Shuttle Worker's Death at Launch Pad Ruled a Suicide

Space shuttle Endeavour stands at Launch Pad 39A near the Atlantic seashore at NASA's Kennedy Space Center in Florida. The shuttle is slated to launch on its final mission, STS-134.
Space shuttle Endeavour stands at Launch Pad 39A near the Atlantic seashore at NASA's Kennedy Space Center in Florida. The shuttle is slated to launch on its final mission, STS-134. (Image credit: NASA/Jack Pfaller)

A NASA worker who fell to his death from a space shuttle launch pad in March jumped on purpose, Florida's Brevard County Medical Examiner has ruled.

On March 14, James D. Vanover, 53, a swing arm engineer for NASA contractor United Space Alliance, died after falling from Launch Pad 39A at Kennedy Space Center in Cape Canaveral, Fla., where the space shuttle Endeavour was being prepped for its last liftoff.

According to the autopsy report, Vanover "deliberately jumped" from Level 215 of the Launch Pad structure, falling about 130 feet (40 meters) to his death on a platform below. Security cameras captured the incident.

Vanover had a clinical history of depression, with evidence of use of antidepressant medication. He was worried about going blind, and had also recently been laid off from his job, the report indicated.

"Obviously, we're saddened by bringing up his death once again, having to reopen a wound that’s not totally healed yet, but people are professionals, they're doing their jobs and are personally mourning for him and his family," NASA spokesman Allard Beutel told

Vanover apparently thought he was losing his eyesight because of high blood pressure, and had reported distorted vision, dryness and pain in his eyes. However, the autopsy found nothing wrong with his eyes.

Vanover "had a note in his wallet to his wife and children, telling them that he was going blind from HBP and did not want to be a burden to them," according to county medical examiner Dr. Sajid Qaiser's report. Investigators found that he "had been depressed lately and drinking heavily."

Vanover had also agreed to a compensated layoff from United Space Alliance about two to three weeks before his death. The contractor has been drastically downsizing as the space shuttle program draws to a close. It expects to lay off almost 50 percent of its employees – up to 2,800 workers – after the shuttles retire this year.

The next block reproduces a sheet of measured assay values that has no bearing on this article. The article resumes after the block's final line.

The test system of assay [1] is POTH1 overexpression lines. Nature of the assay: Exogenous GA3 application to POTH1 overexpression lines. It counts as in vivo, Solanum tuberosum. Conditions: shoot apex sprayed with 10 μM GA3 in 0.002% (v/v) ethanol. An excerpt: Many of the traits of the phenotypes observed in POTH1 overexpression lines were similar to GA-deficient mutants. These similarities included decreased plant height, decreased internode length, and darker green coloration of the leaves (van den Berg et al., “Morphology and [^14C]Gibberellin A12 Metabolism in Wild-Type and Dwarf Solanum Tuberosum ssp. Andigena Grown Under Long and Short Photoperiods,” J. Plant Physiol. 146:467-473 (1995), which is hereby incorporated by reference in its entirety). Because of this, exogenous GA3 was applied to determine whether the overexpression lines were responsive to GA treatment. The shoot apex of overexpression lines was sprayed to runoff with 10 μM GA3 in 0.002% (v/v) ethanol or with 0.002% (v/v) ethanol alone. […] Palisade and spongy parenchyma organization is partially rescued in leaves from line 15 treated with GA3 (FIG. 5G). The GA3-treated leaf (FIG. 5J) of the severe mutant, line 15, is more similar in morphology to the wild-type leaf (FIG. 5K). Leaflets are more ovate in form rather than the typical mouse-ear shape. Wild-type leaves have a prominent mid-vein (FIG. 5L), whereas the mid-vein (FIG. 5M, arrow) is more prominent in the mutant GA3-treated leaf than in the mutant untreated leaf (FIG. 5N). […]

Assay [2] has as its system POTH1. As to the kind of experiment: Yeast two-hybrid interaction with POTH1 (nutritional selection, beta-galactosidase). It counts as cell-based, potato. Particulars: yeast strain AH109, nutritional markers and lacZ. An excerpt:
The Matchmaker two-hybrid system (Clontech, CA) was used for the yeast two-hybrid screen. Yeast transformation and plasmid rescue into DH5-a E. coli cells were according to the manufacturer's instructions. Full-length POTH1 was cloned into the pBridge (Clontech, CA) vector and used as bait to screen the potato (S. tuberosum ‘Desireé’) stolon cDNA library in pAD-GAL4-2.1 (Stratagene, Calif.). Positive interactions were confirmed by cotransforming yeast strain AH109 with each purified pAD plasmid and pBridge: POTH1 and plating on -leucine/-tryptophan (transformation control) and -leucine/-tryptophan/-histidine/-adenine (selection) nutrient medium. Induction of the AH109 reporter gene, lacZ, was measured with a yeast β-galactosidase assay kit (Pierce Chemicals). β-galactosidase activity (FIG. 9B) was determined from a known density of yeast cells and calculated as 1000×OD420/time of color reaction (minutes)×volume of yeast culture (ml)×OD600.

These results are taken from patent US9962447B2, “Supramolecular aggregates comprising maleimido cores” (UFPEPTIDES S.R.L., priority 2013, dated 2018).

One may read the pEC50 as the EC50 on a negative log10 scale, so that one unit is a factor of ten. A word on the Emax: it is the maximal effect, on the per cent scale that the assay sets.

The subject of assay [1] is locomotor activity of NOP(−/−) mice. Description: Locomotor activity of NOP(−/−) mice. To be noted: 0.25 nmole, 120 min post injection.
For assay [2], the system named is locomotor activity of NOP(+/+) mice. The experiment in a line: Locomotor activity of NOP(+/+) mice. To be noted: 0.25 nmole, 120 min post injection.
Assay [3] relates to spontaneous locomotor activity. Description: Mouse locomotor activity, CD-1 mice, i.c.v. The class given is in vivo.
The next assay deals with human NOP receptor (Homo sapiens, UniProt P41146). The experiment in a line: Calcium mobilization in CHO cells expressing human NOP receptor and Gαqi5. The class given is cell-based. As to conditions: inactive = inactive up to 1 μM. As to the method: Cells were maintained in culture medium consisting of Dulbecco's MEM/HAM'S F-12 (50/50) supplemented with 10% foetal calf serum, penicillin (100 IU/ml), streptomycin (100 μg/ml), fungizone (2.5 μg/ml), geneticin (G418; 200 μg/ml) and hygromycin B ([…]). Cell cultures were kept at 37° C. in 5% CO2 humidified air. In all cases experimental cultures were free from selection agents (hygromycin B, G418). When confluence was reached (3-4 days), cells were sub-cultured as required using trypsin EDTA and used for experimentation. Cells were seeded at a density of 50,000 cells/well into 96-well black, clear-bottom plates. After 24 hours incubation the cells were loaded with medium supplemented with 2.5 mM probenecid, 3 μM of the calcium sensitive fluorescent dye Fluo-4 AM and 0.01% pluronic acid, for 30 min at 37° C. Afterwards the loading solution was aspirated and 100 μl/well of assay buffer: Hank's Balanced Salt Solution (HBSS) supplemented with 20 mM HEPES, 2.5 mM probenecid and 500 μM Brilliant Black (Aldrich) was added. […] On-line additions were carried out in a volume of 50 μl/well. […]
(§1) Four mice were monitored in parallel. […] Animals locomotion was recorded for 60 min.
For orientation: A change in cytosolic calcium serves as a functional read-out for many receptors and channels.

Vanover had apparently changed his mind after agreeing to leave the company, but was unable to get his job back.

Endeavour has not yet launched on its final mission. The shuttle was due to lift off April 29, but a power glitch forced NASA to call the launch off. Mission managers are meeting today (May 6) to discuss setting a new launch date once repairs are complete.

After Endeavour's mission, NASA has one more space shuttle mission to fly. The shuttle Atlantis is due to launch June 28 to the International Space Station, though its mission may slip if Endeavour's launch is delayed much longer. [The Most Memorable Shuttle Missions]

After the shuttles complete their final missions, they will be sent to museums for public display.

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Clara Moskowitz
Assistant Managing Editor

Clara Moskowitz is a science and space writer who joined the team in 2008 and served as Assistant Managing Editor from 2011 to 2013. Clara has a bachelor's degree in astronomy and physics from Wesleyan University, and a graduate certificate in science writing from the University of California, Santa Cruz. She covers everything from astronomy to human spaceflight and once aced a NASTAR suborbital spaceflight training program for space missions. Clara is currently Associate Editor of Scientific American. To see her latest project is, follow Clara on Twitter.